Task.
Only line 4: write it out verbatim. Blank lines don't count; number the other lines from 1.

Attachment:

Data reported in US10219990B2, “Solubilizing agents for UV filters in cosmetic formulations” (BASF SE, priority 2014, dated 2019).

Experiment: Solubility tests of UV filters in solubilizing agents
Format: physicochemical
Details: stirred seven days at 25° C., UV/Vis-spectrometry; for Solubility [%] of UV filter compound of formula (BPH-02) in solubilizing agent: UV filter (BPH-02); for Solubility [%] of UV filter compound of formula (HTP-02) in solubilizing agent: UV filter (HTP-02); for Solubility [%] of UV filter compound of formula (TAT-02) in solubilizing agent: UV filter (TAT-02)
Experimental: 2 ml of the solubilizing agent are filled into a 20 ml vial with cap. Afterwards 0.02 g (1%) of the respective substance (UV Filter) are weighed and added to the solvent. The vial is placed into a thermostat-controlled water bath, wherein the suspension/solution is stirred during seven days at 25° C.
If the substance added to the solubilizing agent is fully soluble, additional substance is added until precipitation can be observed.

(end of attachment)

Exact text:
Details: stirred seven days at 25° C., UV/Vis-spectrometry; for Solubility [%] of UV filter compound of formula (BPH-02) in solubilizing agent: UV filter (BPH-02); for Solubility [%] of UV filter compound of formula (HTP-02) in solubilizing agent: UV filter (HTP-02); for Solubility [%] of UV filter compound of formula (TAT-02) in solubilizing agent: UV filter (TAT-02)